For the next month or so we will be backtracking alphabetically in the music library project to discuss new songs added to the collection. Most of these songs were presented in other bloggers’ Word Press articles, so I have all of you to thank for your input. The first of the new songs added is today’s featured song – A Salty Dog by the English Band Procol Harum. It has an ostensible nautical theme as indicated by the cover, seagulls in the introduction, and the maritime lyrics.
All hands on deck, we’ve run afloat
I heard the Captain cry
Explore the ship, replace the cook
Let no one leave alive
Across the straits, around the horn
How far can sailors fly?
A twisted path, our tortured course
And no one left alive
This title track itself was the first Procol track to use an orchestra and reached number 44 in the UK Singles Chart in 1969 and the album itself number 27 in the Albums Chart. The band formed in Southend-on-Sea, Essex in 1967 and named themselves after a male blue Burmese cat, which belonged to Liz Coombes, a friend. Their best-known recording is the 1967 hit single “A Whiter Shade of Pale“, one of the few singles to have sold over 10 million copies. Although noted for their baroque and classical influence, Procol Harum’s music is described as psychedelic rock and proto-prog with hints of the blues, R&B, and soul.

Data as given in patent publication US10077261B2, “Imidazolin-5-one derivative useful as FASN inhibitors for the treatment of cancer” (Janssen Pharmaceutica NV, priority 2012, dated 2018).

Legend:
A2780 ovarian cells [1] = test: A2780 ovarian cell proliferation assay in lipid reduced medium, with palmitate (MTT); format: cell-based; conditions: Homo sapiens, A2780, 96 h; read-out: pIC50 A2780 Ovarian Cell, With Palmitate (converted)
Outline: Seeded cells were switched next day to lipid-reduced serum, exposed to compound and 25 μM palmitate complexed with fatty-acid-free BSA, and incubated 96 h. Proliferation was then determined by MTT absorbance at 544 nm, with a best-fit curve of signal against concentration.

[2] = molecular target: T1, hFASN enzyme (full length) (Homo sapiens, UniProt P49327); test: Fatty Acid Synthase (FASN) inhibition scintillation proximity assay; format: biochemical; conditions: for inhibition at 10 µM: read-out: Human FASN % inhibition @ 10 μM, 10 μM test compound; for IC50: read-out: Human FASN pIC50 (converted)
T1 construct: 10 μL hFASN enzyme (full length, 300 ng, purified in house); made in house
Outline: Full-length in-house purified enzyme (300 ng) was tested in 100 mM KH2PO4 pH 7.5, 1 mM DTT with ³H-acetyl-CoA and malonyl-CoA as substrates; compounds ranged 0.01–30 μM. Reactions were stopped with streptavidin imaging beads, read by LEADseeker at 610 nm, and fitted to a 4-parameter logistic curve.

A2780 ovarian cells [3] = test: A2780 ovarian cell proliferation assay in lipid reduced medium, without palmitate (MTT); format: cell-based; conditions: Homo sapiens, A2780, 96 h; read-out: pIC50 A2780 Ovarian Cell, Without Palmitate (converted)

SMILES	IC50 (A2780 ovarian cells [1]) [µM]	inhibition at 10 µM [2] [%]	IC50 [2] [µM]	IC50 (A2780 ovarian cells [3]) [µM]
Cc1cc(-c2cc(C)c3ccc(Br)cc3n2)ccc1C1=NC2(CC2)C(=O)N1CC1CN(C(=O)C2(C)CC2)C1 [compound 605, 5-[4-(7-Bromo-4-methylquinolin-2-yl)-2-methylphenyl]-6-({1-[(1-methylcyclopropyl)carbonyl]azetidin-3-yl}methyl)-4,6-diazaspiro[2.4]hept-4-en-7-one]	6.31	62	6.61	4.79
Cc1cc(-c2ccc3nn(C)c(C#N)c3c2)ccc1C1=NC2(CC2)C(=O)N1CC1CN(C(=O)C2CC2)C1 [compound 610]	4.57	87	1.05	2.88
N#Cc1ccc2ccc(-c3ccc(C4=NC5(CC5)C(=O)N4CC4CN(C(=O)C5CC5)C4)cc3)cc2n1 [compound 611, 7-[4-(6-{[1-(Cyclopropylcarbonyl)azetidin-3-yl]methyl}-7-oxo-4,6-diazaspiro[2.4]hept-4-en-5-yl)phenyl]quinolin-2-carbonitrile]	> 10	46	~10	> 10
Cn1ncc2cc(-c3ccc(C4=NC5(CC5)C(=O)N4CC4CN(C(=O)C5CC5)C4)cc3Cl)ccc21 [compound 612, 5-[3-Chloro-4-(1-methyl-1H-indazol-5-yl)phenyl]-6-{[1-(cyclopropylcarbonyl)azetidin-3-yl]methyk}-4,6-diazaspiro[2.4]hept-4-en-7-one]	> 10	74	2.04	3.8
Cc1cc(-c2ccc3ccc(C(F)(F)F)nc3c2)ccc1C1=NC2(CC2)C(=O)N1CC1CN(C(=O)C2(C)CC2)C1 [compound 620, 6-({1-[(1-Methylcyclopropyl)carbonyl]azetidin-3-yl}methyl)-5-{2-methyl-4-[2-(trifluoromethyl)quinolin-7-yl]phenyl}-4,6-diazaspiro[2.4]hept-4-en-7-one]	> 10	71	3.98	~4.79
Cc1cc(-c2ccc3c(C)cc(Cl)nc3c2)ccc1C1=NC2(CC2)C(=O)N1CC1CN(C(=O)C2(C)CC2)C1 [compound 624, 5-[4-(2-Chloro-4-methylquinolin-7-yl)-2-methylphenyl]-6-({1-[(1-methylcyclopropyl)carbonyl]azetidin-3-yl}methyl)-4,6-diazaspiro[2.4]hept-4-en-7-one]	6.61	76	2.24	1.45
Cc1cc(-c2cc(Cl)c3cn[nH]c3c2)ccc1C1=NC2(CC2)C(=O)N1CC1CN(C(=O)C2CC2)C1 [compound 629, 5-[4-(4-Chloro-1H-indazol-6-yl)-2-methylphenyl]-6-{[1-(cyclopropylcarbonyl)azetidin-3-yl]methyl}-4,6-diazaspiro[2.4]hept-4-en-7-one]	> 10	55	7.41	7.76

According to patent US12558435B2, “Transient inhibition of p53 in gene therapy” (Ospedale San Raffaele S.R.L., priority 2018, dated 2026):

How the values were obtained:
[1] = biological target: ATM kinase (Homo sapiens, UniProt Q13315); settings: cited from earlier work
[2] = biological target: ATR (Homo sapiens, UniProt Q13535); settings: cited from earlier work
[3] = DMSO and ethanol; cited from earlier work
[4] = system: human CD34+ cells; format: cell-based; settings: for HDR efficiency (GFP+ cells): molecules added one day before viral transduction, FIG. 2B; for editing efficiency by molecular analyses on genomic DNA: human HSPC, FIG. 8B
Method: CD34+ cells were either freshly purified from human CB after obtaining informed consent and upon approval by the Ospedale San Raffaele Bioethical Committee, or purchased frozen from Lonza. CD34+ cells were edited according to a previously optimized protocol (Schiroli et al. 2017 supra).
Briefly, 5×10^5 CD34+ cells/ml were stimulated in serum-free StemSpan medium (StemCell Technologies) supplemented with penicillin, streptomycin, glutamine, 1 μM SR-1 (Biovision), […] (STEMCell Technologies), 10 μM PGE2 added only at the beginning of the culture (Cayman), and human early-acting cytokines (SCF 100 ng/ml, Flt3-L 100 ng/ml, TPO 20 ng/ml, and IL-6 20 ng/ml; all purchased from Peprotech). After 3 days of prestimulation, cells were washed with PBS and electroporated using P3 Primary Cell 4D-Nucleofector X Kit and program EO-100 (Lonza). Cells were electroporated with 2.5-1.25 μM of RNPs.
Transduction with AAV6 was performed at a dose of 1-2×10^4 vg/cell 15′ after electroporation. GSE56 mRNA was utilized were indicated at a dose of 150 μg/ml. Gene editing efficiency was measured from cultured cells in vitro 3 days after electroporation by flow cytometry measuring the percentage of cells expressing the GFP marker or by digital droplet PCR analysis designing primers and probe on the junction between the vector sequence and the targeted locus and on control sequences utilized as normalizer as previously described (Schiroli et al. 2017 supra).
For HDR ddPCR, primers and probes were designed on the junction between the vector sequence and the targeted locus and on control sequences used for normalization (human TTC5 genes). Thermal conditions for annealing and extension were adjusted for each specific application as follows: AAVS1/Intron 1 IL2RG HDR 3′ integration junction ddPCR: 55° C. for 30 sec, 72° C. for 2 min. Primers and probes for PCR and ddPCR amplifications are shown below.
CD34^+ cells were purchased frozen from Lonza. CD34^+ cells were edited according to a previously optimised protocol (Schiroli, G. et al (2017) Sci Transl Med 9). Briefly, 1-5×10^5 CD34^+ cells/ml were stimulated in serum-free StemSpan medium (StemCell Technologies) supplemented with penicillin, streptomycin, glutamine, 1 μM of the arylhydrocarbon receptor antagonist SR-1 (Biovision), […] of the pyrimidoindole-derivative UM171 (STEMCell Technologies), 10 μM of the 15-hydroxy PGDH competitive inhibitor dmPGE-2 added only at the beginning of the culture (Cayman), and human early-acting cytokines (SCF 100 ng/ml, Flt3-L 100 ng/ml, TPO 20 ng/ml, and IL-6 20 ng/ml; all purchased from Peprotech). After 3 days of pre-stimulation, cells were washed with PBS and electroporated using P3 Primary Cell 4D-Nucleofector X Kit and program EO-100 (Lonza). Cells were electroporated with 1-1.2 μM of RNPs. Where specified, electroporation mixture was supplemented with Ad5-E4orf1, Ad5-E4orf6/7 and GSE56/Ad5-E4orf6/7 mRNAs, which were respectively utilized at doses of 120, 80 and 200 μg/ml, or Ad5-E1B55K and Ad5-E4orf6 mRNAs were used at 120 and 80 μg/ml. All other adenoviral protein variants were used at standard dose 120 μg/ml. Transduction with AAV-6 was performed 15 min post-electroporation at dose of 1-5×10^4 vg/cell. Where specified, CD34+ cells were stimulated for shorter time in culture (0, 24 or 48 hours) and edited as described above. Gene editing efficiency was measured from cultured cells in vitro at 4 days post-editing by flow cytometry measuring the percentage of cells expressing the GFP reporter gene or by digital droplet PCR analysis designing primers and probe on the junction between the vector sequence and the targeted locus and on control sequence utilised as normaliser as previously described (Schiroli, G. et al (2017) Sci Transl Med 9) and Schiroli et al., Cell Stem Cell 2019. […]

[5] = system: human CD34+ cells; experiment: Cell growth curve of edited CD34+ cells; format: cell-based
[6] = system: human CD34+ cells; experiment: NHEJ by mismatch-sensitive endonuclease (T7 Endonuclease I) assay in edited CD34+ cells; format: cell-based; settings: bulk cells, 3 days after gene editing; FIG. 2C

I enjoy letting this song Salty Dog enswathe me and just ride with it. The strings and chord progressions convey the feeling of floating on the sea extremely well. It’s a beautiful song which honors all those sailors who have been lost at sea over the centuries. The nameless and faceless many who braved the sea with as much hope and passion as those who made it through their journeys alive. A lot of Sailors have stories that border on the paranormal. I guess it’s the mystery of the sea.